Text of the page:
United States and Russia broker 48-hour ceasefire in Syria
Secretary of State John Kerry and Russian Foreign Minister Sergey Lavrov brokered a deal in Geneva that calls for a ceasefire starting at Sundown Monday, Demascus time. This will start an initial 48-hour truce, which must then hold for the entire week. A successful weeklong ceasefire would lead to the US and Russia establishing the Russian-US Joint Implementation Centre, with the purpose of “delineation of territories controlled by Al-Nusra and opposition groups in the area of active hostilities.”. The US and Russia teaming up? Apollo Creed must be rolling in his grave.
North Korea conducts fifth, and largest, nuclear test to date
Saying that the United States must recognize North Korea as a legitimate nuclear threat, and that they will continue to strengthen their nuclear power, North Korea set off yet another nuclear test, in direct violation of UN sanctions. Sunday, the KCNA- state run tv, called further sanctions “laughable”. The U.N. Security Council denounced North Korea’s decision to carry out the test and said it would begin work immediately on a resolution. In other North Korea news, Kim Jong Un also banned sarcasm this week. So clearly somebody hurt Kim’s feelings, and I’m sure this law is going to go over reeeeally well amongst the people.
Hillary Clinton, looking faint, leaves 9/11 ceremony, later diagnosed with Pneumonia
Sunday morning, while attending the 9/11 anniversary ceremony, Hillary Clinton abruptly left and was caught on video looking weak and needing assistance while getting off a curb into her car. The former Secretary of State was taken to her daughter Chelsea’s nearby apartment, where she rested and was later examined by her doctor. The Democratic nominee for President was put on antibiotics, and told to rest up. Who would’ve thought that traveling cross-country for over a year, kissing babies, shaking hands, and not getting enough sleep, might make a person sick? Weird.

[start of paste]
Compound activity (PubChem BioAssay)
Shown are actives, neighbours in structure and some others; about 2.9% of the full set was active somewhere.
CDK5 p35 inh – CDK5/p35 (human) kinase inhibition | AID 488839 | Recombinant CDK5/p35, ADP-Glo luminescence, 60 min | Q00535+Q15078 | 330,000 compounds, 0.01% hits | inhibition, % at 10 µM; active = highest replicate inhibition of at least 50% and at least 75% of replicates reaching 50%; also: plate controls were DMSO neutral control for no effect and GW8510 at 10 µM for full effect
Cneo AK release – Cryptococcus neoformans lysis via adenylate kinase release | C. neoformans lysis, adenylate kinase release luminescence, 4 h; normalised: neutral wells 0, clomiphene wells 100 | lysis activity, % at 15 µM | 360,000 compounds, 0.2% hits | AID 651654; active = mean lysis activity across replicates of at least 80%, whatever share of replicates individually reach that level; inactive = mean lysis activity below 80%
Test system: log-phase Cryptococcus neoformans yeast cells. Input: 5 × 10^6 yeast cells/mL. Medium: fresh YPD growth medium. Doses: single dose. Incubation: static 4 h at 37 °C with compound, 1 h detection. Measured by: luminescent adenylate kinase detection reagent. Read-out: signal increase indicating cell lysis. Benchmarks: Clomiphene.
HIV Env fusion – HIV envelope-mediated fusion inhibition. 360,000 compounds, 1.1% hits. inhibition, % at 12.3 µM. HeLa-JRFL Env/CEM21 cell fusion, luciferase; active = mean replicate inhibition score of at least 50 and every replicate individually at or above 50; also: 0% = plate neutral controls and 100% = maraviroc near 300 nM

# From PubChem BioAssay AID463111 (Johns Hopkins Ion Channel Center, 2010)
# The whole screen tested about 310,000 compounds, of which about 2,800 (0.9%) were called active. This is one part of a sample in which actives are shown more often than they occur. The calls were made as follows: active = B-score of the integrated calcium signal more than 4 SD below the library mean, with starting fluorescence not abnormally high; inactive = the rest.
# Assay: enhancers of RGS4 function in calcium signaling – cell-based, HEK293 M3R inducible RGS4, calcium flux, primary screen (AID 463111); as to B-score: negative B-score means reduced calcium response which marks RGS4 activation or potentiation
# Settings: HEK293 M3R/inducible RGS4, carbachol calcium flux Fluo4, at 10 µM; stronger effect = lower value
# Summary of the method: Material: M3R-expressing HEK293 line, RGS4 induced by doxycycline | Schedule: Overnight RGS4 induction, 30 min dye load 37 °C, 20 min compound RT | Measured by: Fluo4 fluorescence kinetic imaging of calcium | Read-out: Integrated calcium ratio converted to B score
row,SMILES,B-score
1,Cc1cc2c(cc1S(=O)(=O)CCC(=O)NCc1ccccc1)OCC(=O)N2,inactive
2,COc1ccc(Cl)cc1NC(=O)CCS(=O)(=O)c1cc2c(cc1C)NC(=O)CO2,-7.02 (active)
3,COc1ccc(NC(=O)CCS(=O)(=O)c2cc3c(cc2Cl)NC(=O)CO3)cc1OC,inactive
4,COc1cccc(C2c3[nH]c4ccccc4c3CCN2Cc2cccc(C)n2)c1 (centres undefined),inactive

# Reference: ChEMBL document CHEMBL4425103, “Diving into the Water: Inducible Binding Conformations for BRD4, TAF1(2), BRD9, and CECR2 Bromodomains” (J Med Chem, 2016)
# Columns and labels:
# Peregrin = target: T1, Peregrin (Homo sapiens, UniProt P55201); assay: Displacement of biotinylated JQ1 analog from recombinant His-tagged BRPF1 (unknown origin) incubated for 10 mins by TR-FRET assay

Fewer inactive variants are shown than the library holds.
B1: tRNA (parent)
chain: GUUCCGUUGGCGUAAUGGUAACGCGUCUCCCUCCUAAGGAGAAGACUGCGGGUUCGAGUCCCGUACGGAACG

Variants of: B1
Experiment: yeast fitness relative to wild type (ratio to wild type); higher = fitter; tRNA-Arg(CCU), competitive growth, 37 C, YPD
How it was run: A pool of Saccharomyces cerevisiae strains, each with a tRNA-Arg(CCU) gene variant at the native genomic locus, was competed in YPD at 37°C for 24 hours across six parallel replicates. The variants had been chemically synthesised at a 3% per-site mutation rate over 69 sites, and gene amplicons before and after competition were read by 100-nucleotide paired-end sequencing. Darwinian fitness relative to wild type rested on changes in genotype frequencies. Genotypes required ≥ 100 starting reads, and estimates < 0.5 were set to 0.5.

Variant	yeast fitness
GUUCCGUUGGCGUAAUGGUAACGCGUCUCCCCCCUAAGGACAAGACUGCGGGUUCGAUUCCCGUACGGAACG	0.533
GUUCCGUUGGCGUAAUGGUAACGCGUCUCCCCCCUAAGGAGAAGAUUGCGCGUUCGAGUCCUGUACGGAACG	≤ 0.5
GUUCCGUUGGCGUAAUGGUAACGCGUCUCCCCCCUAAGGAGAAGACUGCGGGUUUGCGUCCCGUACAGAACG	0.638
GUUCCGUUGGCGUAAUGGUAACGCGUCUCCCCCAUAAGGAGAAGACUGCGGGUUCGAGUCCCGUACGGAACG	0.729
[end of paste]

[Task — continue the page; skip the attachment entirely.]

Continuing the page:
Matt Lauer loses in Commander-in-Chief Forum matchup between Clinton and Trump
Both candidates stepped on board the USS Intrepid last week to answer questions about why they should be the Commander-in-Chief and oversee the largest military in the world. Here is a link Hillary Clinton’s interview in full, and here is one to Trump’s. Despite the excitement leading up to the forum on what the candidates might say, it was Lauer who received criticism online for the time he spent on Hillary Clinton’s emails, leading to a short amount of time for her to respond to questions about foreign policy from Veterans in the audience. Lauer also received criticism for not refuting Trump when he claimed he was against the Iraq War in 2003, or when he spoke of Putin being a better leader than President Obama. So pretty much it was exactly how well you’d expect the longtime co-co-co host of the Today show to do.
Hillary Clinton calls half of Trump voters “basket of deplorables”
At a fundraiser, Hillary Clinton said that “To just be grossly generalistic, you can put half of Trump supporters into what I call the basket of deplorables, Right? Racist, sexist, homophobic, xenophobic, Islamaphobic, you name it.” Clinton walked back from those comments, saying she was generalizing and she regrets that. Jemelle Bouie of Slate Magazine however, commented on Face the Nation Sunday that empirically speaking, citing polling data that says that 40-50 percent of polled Republicans have views that would be qualified as explicitly prejudiced, Clinton was “correct” in those comments.